Central banks are buying a lot of gold, and China is leading the pack, the World Gold Council said.
The move is part of a broad shift away from dollar reserves but is also stoked by inflation and economic uncertainty.
The annual total of gold purchases by central could surpass a record set last year, the Council said.
Central banks around the world are on a gold-buying spree, and China is outpacing them all.
The bullion binge comes as part of a broad effort this year of countries trying to diversify reserves away from the dollar, as well as attempts by some nations to de-dollarize trade relationships by conducting transactions in local currencies.
“With central bank demand resuming its voracious pace after a slower Q2, we expect the annual total to approach last year’s record, and there’s an outside possibility it will exceed that figure,” the World Gold Council wrote in its third-quarter report on the market for the precious metal.
According to the Council, central banks have bought 800 tonnes of gold so far this year, up 14% from last year at this point. A whopping 181 tonnes out of that total comes from China alone. The country’s central bank holds a total of 2,192 tonnes.
The total amount purchased by central banks last quarter is the highest in 2023 amid an already booming year for gold buying.
Demand for the yellow metal has been rising as central banks attempt to diversify their reserves away from the US dollar. This trend, along with some countries trying to de-dollarize their trade relationships, has resulted in a broad push away from the greenback in 2023.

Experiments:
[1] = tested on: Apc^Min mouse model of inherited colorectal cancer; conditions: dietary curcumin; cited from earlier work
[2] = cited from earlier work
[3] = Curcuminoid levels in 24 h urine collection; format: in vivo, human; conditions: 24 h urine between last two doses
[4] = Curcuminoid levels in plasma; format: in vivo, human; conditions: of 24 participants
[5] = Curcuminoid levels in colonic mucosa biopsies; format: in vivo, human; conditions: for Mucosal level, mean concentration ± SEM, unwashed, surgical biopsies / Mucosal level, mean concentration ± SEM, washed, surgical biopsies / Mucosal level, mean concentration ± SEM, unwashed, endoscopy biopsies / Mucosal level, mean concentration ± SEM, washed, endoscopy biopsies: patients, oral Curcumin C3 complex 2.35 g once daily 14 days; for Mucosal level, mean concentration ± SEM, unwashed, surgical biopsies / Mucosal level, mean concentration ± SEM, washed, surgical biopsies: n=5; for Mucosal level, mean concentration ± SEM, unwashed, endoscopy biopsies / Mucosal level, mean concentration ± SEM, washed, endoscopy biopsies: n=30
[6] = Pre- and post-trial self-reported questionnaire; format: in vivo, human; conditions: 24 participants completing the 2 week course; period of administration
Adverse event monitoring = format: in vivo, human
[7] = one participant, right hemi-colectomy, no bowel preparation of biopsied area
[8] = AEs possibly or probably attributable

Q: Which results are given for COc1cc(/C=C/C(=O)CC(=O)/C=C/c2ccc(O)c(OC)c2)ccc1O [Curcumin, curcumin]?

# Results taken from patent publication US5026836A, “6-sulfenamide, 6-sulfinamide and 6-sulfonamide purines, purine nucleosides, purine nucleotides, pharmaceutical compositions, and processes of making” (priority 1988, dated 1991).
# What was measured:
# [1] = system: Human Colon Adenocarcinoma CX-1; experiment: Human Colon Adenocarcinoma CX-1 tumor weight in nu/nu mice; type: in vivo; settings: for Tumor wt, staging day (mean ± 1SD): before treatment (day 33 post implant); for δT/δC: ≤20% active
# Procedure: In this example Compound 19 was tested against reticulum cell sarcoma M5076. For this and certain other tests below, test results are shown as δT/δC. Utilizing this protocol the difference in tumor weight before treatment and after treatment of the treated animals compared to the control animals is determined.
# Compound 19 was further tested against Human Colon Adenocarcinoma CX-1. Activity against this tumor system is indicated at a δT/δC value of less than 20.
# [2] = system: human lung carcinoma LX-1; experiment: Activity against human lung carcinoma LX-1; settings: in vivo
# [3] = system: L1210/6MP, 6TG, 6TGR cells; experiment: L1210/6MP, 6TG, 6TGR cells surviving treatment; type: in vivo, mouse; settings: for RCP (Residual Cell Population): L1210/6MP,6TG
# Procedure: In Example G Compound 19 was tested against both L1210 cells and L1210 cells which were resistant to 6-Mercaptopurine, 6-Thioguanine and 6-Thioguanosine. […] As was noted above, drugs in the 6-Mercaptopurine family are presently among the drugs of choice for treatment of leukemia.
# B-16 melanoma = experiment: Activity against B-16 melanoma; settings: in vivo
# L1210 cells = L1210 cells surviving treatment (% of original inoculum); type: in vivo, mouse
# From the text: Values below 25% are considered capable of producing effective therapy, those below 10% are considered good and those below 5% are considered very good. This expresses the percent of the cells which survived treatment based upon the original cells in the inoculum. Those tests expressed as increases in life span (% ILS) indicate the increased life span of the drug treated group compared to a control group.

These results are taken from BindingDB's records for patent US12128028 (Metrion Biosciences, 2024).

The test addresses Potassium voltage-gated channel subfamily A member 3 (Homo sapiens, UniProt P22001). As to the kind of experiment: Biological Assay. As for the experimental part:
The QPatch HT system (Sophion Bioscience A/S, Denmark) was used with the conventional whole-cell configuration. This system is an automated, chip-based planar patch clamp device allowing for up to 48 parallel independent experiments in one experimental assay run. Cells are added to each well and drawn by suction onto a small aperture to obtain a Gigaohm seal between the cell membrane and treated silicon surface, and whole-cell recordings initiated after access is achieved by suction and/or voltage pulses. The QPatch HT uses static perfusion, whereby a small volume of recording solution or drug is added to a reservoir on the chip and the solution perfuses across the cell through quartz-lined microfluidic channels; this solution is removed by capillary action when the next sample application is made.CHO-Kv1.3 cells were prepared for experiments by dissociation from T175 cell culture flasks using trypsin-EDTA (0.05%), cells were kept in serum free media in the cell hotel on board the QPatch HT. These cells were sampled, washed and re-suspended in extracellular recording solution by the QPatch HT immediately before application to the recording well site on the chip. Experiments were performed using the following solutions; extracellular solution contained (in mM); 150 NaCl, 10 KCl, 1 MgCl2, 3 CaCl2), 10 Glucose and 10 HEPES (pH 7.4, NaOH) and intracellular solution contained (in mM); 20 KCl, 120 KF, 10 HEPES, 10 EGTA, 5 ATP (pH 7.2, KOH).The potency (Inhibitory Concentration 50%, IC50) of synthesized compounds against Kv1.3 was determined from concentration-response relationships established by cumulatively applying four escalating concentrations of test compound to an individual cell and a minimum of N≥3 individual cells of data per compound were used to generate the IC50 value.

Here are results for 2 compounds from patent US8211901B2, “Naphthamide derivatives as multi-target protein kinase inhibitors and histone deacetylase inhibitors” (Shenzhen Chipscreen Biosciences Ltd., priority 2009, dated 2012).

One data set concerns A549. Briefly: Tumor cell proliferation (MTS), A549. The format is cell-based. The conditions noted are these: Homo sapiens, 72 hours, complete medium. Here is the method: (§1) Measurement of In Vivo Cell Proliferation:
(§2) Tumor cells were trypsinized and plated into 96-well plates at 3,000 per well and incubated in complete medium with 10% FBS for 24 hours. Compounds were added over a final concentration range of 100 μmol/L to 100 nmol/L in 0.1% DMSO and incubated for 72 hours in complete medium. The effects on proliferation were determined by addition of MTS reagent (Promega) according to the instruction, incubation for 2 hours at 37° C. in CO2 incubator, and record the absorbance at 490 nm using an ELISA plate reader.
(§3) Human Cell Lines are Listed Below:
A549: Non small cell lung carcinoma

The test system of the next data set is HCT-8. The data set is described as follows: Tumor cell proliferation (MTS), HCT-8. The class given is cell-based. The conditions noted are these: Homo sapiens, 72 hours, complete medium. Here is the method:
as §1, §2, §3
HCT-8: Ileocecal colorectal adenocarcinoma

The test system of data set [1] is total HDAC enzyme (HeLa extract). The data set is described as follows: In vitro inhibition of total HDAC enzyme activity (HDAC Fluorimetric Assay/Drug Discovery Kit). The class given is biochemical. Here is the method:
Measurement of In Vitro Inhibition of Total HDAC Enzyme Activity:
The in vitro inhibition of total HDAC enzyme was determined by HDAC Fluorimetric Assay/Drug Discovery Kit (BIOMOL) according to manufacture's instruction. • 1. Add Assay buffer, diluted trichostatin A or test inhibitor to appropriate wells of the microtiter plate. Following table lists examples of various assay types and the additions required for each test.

Since the US leveraged the strength of the dollar to slam Russia with sanctions, lock its banks out of the SWIFT system, and freeze billions in foreign reserves after the country invaded Ukraine, many countries have taken notice and tried to shift their economies away from reliance on the US currency.
China has been a proponent of de-dollarization, ramping up currency swaps and non-dollar agreements with other countries. Beijing has also been slashing its holdings of US Treasurys.
But the appetite for gold goes beyond a geopolitical maneuvers to dethrone the dollar. The bullion is typically viewed as a safe haven asset because it maintains its value in the long run. So investors stockpile gold during times of uncertainty — like during recessions or wars — to protect themselves against inflation or depreciating currencies.
Take China, whose rush towards gold is also being driven by domestic turbulence as the yuan, the real estate sector, and the stock market are all being sapped by a slowing economy.
And this year, many currencies have withered in the face of rocketing global inflation, which is also boosting the demand for gold.
More recently, the conflict in the Middle East that has lifted gold prices by 10% in little over two weeks. Spot gold prices momentarily breached $2,000 per ounce on Friday, the highest level since mid-May.
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